Success Stories Music Therapy: Helping a Man with Depression Release Emotions
Music attached sound to his feelings, and in doing so it pulled the intensity of emotion out from inside of him, giving him a moment of peace.
He asked if he could play a song he wrote on the guitar.
Relieved at the chance to make music, he pulled the strap over his shoulders and stood to play.
Admitted to the hospital for problems related to Depression, he was actively working through those problems through various therapies and medications.
It started out quiet, almost unintelligible. He strummed the guitar so softly that I could hardly tell he was playing if I didn’t look right at him. The deep but almost imperceptible sound gave voice to his depression, and its growing repetitive melody laid out his feeling of being stuck in a deep and uncomfortable space.
He sang about being alone. He sang about returning to negative sources of comfort over and over, even though he knew they would make it worse. And he sang about how trying to fix the problem felt pointless.
The music evolved. He added beautiful guitar picking, changed the chords, and sang up louder and higher. His words were mumbled before, but they were clear now. Instead of circling the sound of deep depression, he moved toward anger; he sang the same lyrics but with new emotion.
It was as if a storm inside of him was begging to erupt.
His playing became so fierce that at the climax, he broke the guitar pick in two. Sweat dripped off his chin, and his face flushed as the lyrics burst out of him with vigor and and intensity. He pleaded for help with all of his soul.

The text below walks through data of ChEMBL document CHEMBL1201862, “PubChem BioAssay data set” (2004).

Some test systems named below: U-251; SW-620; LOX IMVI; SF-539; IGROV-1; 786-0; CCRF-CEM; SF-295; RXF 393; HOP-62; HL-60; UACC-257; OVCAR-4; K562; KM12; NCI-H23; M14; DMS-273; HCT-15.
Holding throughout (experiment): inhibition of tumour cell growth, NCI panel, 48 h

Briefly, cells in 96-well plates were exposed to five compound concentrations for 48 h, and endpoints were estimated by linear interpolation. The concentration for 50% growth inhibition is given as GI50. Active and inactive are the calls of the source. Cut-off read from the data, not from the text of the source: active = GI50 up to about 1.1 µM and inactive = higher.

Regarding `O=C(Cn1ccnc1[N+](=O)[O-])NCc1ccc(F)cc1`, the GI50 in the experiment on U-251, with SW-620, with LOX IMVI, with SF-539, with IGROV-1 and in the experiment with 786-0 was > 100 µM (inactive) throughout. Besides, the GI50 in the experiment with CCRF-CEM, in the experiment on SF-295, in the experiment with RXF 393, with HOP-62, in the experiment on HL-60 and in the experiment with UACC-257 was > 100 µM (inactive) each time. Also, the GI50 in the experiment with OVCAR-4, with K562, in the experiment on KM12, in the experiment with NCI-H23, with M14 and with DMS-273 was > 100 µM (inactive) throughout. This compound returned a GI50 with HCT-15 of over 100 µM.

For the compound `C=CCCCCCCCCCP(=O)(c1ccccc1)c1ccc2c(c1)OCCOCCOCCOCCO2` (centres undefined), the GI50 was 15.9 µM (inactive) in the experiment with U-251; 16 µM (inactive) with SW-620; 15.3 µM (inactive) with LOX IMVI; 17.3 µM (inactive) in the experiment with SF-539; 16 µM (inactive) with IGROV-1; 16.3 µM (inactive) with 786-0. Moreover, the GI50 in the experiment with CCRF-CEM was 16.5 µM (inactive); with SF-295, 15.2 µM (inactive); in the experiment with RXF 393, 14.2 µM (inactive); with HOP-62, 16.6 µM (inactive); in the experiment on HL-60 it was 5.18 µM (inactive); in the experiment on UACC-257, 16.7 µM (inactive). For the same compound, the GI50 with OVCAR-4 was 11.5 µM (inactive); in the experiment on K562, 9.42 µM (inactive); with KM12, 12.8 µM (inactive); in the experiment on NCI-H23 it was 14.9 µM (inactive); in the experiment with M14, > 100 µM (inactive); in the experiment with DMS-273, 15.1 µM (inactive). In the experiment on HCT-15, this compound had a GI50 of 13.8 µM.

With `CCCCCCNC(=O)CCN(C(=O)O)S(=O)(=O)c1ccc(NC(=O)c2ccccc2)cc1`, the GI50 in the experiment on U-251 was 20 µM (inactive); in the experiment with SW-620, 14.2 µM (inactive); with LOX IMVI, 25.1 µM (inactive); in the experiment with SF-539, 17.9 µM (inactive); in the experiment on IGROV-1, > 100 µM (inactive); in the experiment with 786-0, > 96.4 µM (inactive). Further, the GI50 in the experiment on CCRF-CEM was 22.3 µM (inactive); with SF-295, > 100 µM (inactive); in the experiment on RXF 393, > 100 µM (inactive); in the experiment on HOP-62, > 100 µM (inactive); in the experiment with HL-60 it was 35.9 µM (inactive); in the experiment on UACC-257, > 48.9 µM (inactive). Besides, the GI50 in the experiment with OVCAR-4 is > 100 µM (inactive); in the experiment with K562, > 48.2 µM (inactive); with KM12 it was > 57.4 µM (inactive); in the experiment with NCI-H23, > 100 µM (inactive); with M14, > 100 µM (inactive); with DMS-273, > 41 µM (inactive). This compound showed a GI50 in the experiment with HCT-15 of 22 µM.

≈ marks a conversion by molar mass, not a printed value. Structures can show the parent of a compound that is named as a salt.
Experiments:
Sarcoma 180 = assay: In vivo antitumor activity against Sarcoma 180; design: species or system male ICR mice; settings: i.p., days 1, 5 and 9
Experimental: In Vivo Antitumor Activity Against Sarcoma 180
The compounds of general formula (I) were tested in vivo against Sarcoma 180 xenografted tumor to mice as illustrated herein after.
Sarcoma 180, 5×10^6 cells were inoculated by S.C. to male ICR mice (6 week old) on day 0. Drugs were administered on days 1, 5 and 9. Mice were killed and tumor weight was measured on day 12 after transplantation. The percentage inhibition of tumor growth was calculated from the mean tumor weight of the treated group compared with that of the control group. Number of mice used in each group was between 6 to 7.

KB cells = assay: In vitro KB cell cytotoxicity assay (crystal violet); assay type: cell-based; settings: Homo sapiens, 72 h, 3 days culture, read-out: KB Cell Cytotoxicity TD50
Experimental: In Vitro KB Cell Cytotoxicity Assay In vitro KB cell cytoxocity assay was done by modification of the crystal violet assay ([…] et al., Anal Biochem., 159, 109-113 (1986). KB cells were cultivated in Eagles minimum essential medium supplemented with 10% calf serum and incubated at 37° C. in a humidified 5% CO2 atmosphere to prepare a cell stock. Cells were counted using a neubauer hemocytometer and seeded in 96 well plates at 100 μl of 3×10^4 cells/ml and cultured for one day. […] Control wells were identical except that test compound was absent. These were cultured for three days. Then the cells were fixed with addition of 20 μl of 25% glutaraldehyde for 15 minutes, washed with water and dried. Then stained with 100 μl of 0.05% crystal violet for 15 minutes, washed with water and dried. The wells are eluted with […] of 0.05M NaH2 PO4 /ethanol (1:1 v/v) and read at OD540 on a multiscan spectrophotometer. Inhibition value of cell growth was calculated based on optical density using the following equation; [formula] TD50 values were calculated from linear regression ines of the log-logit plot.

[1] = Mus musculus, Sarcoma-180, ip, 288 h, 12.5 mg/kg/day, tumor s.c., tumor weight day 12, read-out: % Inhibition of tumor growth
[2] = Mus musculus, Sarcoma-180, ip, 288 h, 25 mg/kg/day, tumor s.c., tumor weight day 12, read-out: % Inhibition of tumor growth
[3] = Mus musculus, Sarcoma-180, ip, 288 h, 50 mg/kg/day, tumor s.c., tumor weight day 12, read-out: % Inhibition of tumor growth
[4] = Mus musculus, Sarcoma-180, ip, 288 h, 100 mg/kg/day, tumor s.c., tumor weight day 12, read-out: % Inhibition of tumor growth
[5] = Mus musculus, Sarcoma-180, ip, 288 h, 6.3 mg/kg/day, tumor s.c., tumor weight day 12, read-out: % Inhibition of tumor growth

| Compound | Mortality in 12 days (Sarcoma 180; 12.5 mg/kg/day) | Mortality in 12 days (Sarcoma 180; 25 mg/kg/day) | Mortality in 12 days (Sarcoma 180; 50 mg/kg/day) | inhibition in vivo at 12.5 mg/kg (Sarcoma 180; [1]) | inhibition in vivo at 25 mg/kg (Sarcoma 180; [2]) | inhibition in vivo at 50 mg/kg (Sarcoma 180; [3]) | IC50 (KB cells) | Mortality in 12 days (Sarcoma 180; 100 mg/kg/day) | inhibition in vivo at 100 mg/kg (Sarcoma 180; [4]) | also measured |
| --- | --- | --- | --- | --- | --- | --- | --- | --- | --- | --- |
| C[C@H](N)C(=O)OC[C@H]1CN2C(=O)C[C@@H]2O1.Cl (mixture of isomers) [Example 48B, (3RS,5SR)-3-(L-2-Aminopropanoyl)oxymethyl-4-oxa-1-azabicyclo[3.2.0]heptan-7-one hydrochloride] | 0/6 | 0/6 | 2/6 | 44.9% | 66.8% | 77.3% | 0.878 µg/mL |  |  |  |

And in doing so, the storm left his body, entered the room, and broke into pieces as he set it free.
The music began to slow and quiet. His stood up taller and his shoulders relaxed as he finished the final lyrics–one final plea for help. One final expression of being lost and alone. One final acknowledgement that he is stuck in turning to comforts that hurt him.
As it quieted, he lifted the guitar off his shoulders, handed it to me, and sank into his chair.
We explored our feelings about the song, and after a few minutes he asked to create more music.
He picked up the guitar and proceeded to play and sing the blues with impressive skill. He created his own catchy lyrics with a combination of lighthearted and heavy themes, and he encouraged others to create and contribute as well. He had a smile on his face and a lightness about him as he transitioned from a previous place of hopelessness to a place of connection and support.
For this patient with severe symptoms of Depression, music was an expression of his soul. He had the ability at his fingertips and in his voice to express a depth of emotion that was inaccessible with words alone, and music therapy allowed him to tap into it.
His music opened his soul, and gave others a glimpse into his agony.
In that expression, with the support of a therapist who listened and peers who have been there, he found comfort. He became more centered, he let go of some of his rage, and he allowed others to connect to and understand his experience.
I don’t know what will happen for this patient as he proceeds in his recovery, but I do know that music needs to be part of it.
What could be more therapeutic?